Generalizations[edit]

Finitely many variables[edit]

In this section it is more convenient to think of φα(β) as a function φ(α,β) of two variables. Veblen showed how to generalize the definition to produce a function φ(αnn−1,…,α0) of several variables, namely: let

  • φ(α)=ωα for a single variable,
  • φ(0,αn−1,…,α0)=φ(αn−1,…,α0), and
  • γ↦φ(αn,…,αi+1,α,0,…,0,γ) be the function enumerating the common fixed points of the functions ξ↦φ(αn,…,αi+1,β,ξ,0,…,0) for all β<α.

For example, φ(1,0,γ) is the γ-th fixed point of the functions ξ↦φ(ξ,0), namely Γγ; then φ(1,1,γ) enumerates the fixed points of that function, i.e., of the ξ↦Γξ function; and φ(2,0,γ) enumerates the fixed points of all the ξ↦φ(1,ξ,0). Each instance of the generalized Veblen functions is continuous in the last nonzero variable (i.e., if one variable is made to vary and all later variables are kept constantly equal to zero).

The ordinal φ(1,0,0,0) is sometimes known as the Ackermann ordinal. The limit of the φ(1,0,…,0) where the number of zeroes ranges over ω, is sometimes known as the “small” Veblen ordinal.

Transfinitely many variables[edit]

More generally, Veblen showed that φ can be defined even for a transfinite sequence of ordinals αβ, provided that all but a finite number of them are zero. Notice that if such a sequence of ordinals is chosen from those less than an uncountable regular cardinal κ, then the sequence may be encoded as a single ordinal less than κκ. So one is defining a function φ from κκ into κ.

The definition can be given as follows: let α be a transfinite sequence of ordinals (i.e., an ordinal function with finite support) which ends in zero (i.e., such that α₀=0), and let α[0↦γ] denote the same function where the final 0 has been replaced by γ. Then γ↦φ(α[0↦γ]) is defined as the function enumerating the common fixed points of all functions ξ↦φ(β) where β ranges over all sequences which are obtained by decreasing the smallest-indexed nonzero value of α and replacing some smaller-indexed value with the indeterminate ξ (i.e., β=α[ι₀↦ζ,ι↦ξ] meaning that for the smallest index ι₀ such that αι₀ is nonzero the latter has been replaced by some value ζ<αι₀ and that for some smaller index ι<ι₀, the value αι=0 has been replaced with ξ).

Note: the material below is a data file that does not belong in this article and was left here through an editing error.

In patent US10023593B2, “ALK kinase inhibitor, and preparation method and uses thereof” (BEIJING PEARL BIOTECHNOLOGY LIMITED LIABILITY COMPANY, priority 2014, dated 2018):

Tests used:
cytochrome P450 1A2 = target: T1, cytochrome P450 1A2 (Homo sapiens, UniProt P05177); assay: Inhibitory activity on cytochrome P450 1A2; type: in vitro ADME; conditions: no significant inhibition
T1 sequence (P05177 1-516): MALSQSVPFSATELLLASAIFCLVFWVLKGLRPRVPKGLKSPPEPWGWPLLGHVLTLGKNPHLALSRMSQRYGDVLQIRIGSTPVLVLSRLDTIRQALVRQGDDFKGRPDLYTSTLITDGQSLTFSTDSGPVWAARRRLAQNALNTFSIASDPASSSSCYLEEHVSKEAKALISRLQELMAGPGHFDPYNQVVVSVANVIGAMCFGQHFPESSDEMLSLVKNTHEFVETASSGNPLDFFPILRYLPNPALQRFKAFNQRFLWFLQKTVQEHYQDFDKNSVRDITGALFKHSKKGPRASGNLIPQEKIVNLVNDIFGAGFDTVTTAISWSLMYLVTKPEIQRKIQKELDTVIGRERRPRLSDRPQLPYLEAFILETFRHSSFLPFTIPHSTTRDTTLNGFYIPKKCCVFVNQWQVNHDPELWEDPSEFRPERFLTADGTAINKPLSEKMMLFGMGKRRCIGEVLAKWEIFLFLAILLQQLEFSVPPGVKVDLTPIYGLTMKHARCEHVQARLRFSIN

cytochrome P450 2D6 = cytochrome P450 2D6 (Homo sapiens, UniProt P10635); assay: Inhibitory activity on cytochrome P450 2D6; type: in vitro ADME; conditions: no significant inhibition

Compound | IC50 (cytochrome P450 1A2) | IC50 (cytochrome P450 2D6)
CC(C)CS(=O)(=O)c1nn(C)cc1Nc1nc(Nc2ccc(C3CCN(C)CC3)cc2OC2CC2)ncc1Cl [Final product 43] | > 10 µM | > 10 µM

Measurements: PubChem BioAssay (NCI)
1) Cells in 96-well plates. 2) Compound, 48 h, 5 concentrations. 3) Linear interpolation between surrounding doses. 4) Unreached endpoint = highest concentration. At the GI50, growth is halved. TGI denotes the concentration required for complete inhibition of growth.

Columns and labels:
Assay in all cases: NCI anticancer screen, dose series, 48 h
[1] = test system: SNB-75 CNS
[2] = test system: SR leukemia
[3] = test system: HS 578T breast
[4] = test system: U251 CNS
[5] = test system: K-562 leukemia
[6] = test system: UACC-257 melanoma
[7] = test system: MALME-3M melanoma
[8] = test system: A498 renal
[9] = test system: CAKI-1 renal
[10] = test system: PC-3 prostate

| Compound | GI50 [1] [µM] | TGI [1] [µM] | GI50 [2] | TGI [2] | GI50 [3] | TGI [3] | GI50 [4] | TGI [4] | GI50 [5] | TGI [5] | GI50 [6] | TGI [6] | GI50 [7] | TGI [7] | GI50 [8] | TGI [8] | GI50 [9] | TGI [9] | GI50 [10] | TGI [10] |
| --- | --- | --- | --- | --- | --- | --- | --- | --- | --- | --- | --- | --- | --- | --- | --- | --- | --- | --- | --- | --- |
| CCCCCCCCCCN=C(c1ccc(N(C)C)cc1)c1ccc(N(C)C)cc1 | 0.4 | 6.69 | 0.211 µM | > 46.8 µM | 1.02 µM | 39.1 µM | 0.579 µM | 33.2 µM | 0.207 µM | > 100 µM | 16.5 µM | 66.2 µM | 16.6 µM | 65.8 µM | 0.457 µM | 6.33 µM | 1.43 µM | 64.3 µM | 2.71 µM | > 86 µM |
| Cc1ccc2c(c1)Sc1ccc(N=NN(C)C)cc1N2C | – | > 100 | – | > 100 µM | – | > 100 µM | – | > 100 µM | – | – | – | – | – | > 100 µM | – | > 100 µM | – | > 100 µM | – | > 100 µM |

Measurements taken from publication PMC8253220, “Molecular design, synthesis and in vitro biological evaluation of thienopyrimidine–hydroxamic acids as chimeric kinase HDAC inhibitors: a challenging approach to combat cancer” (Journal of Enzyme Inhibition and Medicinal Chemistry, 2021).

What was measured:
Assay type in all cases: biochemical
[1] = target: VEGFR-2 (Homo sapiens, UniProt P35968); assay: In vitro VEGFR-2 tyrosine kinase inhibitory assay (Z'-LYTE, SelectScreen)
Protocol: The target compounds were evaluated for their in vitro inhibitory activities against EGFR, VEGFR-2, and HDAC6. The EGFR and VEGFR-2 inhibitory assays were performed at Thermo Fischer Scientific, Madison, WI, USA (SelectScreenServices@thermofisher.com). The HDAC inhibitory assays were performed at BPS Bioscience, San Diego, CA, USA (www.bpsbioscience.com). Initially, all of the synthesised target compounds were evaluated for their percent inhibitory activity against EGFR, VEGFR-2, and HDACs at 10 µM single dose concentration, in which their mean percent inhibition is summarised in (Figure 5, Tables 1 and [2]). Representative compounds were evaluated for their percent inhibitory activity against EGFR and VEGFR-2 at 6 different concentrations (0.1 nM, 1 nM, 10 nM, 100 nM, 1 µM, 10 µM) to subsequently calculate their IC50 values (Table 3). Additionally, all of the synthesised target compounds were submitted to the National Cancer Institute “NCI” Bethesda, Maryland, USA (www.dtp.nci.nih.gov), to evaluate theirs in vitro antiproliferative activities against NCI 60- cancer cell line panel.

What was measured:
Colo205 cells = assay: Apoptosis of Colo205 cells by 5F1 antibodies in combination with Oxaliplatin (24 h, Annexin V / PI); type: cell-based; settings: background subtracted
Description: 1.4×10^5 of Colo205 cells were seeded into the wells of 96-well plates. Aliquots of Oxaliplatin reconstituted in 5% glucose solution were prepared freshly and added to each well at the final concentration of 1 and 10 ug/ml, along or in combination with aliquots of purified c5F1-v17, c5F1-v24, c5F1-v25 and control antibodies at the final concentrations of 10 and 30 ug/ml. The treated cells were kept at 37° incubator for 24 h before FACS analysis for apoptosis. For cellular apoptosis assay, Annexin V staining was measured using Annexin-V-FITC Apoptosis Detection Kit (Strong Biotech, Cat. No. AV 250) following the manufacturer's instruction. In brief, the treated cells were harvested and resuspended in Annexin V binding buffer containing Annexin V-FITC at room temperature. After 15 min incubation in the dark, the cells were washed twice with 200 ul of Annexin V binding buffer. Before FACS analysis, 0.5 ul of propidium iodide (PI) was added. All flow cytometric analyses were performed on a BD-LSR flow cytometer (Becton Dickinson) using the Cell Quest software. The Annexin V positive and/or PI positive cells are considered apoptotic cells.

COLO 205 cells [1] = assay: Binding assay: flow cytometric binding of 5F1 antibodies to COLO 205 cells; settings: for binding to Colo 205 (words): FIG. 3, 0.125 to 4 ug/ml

For example, if α=(ω↦1) denotes the transfinite sequence with value 1 at ω and 0 everywhere else, then φ(ω↦1) is the smallest fixed point of all the functions ξ↦φ(ξ,0,…,0) with finitely many final zeroes (it is also the limit of the φ(1,0,…,0) with finitely many zeroes, the small Veblen ordinal).

The smallest ordinal α such that α is greater than φ applied to any function with support in α (i.e., which cannot be reached “from below” using the Veblen function of transfinitely many variables) is sometimes known as the “large” Veblen ordinal.

References[edit]

  • Hilbert Levitz, Transfinite Ordinals and Their Notations: For The Uninitiated, expository article (8 pages, in PostScript)
  • Pohlers, Wolfram (1989), Proof theory, Lecture Notes in Mathematics 1407, Berlin: Springer-Verlag, ISBN 3-540-51842-8, MR 1026933 
  • Schütte, Kurt (1977), Proof theory, Grundlehren der Mathematischen Wissenschaften 225, Berlin-New York: Springer-Verlag, pp. xii+299, ISBN 3-540-07911-4, MR 0505313 
  • Takeuti, Gaisi (1987), Proof theory, Studies in Logic and the Foundations of Mathematics 81 (Second ed.), Amsterdam: North-Holland Publishing Co., ISBN 0-444-87943-9, MR 0882549 
  • Smorynski, C. (1982), "The varieties of arboreal experience", Math. Intelligencer 4 (4): 182–189, doi:10.1007/BF03023553  contains an informal description of the Veblen hierarchy.
  • Veblen, Oswald (1908), "Continuous Increasing Functions of Finite and Transfinite Ordinals", Transactions of the American Mathematical Society 9 (3): 280–292, doi:10.2307/1988605, JSTOR 1988605 
  • Miller, Larry W. (1976), "Normal Functions and Constructive Ordinal Notations", The Journal of Symbolic Logic 41 (2): 439–459, doi:10.2307/2272243, JSTOR 2272243